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News & Stories
News | Sept. 25, 2021

Chaplain Emil J. Kapaun: “Padre” finally returns home

By Staff Sgt. Apryl Hall Defense POW/MIA Accounting Agency Public Affairs

In 1950, they simply knew him as “padre.” They have since referred to him as the bravest man they’ve ever known, their hope, their idol, their savior, and have even called him “God’s man.” He’s attributed to saving their lives, both literally and figuratively. He performed miracles during some of the darkest moments in history, when all hope had been lost. It may be called the “forgotten war,” but they will ensure his name is remembered by all.

U.S. Army Chaplain (Capt.) Emil J. Kapaun, truly led his life by example. He returned to service as a military chaplain in 1949, after already having served during World War II. This commitment put him in harm’s way again, as the Korean War began, and he was sent to the front lines. It was there he began to earn respect and admiration from his fellow soldiers, as he risked his life continuously to minister and provide aide to the wounded.

“I was enlisted, so I knew of Father out on the front lines,” said Robert McGreevy, Korean War veteran and former prisoner of war. “Bullets were flying everywhere, but he still went out and took care of the dying. He was the bravest man I ever knew.”

During the Battle of Unsan in November of 1950, Chaplain Kapaun’s unit was overrun and they retreated to safety, but he insisted on staying behind to help the wounded, dying and those who could not help themselves. Because of that, he was captured and taken to a prisoner of war camp more than 60 miles away. Along the way, Chaplain Kapaun continued to help the wounded and encouraged others to do the same. He urged his fellow soldiers to do the right thing in the face of what they presumed to be certain death.

“Father saved our lives, really,” McGreevy said. “He kept morale up; told us not to give up hope. Everyone who knew him idolized him in those moments.”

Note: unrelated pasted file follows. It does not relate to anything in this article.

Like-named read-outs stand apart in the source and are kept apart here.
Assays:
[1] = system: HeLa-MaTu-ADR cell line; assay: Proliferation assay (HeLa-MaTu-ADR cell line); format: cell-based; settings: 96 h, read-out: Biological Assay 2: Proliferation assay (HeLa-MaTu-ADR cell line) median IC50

Chaplain Kapaun consistently taught the men at the prison camp what it means to live selflessly. He continued to care for, comfort and encourage the men. He risked his own life time and time again by stealing food or medicine from the guards, or offering his own daily rations to his fellow prisoners in order to keep them alive longer. McGreevy said every man who was with him in that camp has preached for more than 70 years that Chaplain Kapaun was a true hero, a “miracle man.”

After more than six months at the prison camp, Chaplain Kapaun’s deteriorated health and malnutrition caused him to develop pneumonia, which he never recovered from. He died on May 23, 1951. The men who did make it out of Prison Camp #5 alive whole-heartedly believe it was because of their padre, McGreevy said.

Despite Chaplain Kapaun being buried at the camp and classified as unaccounted-for, for decades after, he left that camp by way of the survivors, in a manner of speaking. They shared his story as often as they could, and told the world how their lives were saved because of him.

“I can’t thank the POWs enough,” said Ray Kapaun, Chaplain Kapaun’s nephew. “They came out of that camp and told his story. If not for them Father Emil [Chaplain Kapuan] would have been another unknown soldier, but they gave him his legacy. They basically gave me my uncle, they let me see what my uncle was and what kind of life he led. I can’t give them enough thanks and praise.”